Mir-Hossein Mousavi may be the face of Iran's Green protest movement, but the government fears his wife just as much. Even before the 2009 election, Zahra Rahnavard, 64, a committed artist, inspired educator and tireless organizer, came under verbal attack from Mahmoud Ahmadinejad. I have seen her courage in person. I met her for the first time in 2003, while she was head of Alzahra University for women in Tehran. She was the only university head who, in the years following the 1979 Islamic revolution, was prepared to hold an event in my honor. But the day I was invited to present a lecture at her university, a number of women turned up claiming to be student members of the Basij, a volunteer paramilitary group aligned with the hard-line regime; and though it was obvious they were not students at all, they managed to prevent the event from taking place. But that did not stop Rahnavard from engaging with the intruders civilly and calmly promising them equal time if they allowed me to go on to no avail. I may not have spoken in public that day, but I privately celebrated her patience and fortitude.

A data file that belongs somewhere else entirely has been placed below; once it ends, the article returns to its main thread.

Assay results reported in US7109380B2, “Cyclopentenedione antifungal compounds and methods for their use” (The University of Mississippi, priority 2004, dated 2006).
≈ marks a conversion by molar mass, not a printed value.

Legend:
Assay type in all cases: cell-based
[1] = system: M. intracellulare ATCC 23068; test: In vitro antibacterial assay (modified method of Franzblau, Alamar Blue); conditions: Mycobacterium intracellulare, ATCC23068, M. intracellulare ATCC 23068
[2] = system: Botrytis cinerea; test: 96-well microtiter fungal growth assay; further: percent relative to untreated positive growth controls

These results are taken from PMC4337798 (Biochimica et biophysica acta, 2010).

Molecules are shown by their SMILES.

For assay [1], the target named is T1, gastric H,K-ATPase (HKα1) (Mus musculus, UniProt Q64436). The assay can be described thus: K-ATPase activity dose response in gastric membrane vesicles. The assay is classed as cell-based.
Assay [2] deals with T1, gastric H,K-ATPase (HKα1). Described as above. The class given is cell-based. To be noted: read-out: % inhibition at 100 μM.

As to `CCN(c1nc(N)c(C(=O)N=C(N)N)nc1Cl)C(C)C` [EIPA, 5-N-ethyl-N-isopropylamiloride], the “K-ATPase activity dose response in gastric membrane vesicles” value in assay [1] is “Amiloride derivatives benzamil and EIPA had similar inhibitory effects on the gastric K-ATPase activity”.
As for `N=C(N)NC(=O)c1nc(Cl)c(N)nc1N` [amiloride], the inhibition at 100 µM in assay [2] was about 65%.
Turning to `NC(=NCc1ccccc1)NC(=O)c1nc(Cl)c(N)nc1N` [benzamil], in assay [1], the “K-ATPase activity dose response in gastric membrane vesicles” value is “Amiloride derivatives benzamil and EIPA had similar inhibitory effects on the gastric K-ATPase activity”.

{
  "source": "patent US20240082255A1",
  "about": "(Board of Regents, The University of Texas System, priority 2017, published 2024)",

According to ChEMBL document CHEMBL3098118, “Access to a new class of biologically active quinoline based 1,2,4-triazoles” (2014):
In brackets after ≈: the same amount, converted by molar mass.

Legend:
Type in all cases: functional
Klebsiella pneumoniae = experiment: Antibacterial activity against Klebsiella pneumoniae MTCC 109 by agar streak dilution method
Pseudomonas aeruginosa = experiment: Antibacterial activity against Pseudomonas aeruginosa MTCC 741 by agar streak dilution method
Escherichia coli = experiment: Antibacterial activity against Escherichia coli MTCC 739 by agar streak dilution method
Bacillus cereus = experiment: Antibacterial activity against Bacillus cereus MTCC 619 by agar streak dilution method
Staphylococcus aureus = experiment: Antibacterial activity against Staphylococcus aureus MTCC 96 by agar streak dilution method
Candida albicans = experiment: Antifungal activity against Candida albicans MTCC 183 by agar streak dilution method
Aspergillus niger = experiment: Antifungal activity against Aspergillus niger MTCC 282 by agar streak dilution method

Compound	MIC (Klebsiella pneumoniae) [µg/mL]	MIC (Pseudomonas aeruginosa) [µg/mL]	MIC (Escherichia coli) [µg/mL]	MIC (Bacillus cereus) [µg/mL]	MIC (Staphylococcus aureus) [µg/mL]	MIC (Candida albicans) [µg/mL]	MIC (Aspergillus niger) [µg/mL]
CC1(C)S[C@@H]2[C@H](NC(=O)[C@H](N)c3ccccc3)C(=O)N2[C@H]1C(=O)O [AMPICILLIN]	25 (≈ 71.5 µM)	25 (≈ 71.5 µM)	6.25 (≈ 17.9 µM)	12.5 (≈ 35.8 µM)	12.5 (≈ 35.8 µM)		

Ebadi, an Iranian human-rights activist, received the Nobel Peace Prize in 2003
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